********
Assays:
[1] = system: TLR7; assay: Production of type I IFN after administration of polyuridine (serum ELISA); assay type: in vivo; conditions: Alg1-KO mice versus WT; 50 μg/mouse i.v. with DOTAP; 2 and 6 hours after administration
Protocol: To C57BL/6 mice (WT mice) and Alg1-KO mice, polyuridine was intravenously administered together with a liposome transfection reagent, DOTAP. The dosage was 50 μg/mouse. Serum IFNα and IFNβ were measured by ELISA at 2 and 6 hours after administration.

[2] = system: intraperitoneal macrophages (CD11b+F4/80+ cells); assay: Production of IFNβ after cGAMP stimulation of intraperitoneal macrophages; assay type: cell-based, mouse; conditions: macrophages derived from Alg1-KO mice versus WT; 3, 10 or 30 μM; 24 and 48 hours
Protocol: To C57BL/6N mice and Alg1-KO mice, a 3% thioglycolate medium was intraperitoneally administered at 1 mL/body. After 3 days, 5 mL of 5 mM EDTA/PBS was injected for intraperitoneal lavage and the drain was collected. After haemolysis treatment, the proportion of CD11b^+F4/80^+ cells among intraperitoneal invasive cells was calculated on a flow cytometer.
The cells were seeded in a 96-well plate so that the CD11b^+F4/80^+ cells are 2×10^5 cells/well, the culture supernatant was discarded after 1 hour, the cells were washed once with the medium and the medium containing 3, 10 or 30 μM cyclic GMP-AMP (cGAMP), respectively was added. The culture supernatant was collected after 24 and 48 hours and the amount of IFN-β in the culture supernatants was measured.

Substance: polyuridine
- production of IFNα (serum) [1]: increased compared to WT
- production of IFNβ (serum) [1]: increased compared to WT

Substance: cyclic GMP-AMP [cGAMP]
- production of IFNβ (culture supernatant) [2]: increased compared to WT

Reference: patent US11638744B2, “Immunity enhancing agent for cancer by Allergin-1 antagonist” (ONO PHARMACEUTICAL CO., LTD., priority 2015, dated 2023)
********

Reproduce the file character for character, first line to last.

Assays:
[1] = system: TLR7; assay: Production of type I IFN after administration of polyuridine (serum ELISA); assay type: in vivo; conditions: Alg1-KO mice versus WT; 50 μg/mouse i.v. with DOTAP; 2 and 6 hours after administration
Protocol: To C57BL/6 mice (WT mice) and Alg1-KO mice, polyuridine was intravenously administered together with a liposome transfection reagent, DOTAP. The dosage was 50 μg/mouse. Serum IFNα and IFNβ were measured by ELISA at 2 and 6 hours after administration.

[2] = system: intraperitoneal macrophages (CD11b+F4/80+ cells); assay: Production of IFNβ after cGAMP stimulation of intraperitoneal macrophages; assay type: cell-based, mouse; conditions: macrophages derived from Alg1-KO mice versus WT; 3, 10 or 30 μM; 24 and 48 hours
Protocol: To C57BL/6N mice and Alg1-KO mice, a 3% thioglycolate medium was intraperitoneally administered at 1 mL/body. After 3 days, 5 mL of 5 mM EDTA/PBS was injected for intraperitoneal lavage and the drain was collected. After haemolysis treatment, the proportion of CD11b^+F4/80^+ cells among intraperitoneal invasive cells was calculated on a flow cytometer.
The cells were seeded in a 96-well plate so that the CD11b^+F4/80^+ cells are 2×10^5 cells/well, the culture supernatant was discarded after 1 hour, the cells were washed once with the medium and the medium containing 3, 10 or 30 μM cyclic GMP-AMP (cGAMP), respectively was added. The culture supernatant was collected after 24 and 48 hours and the amount of IFN-β in the culture supernatants was measured.

Substance: polyuridine
- production of IFNα (serum) [1]: increased compared to WT
- production of IFNβ (serum) [1]: increased compared to WT

Substance: cyclic GMP-AMP [cGAMP]
- production of IFNβ (culture supernatant) [2]: increased compared to WT

Reference: patent US11638744B2, “Immunity enhancing agent for cancer by Allergin-1 antagonist” (ONO PHARMACEUTICAL CO., LTD., priority 2015, dated 2023)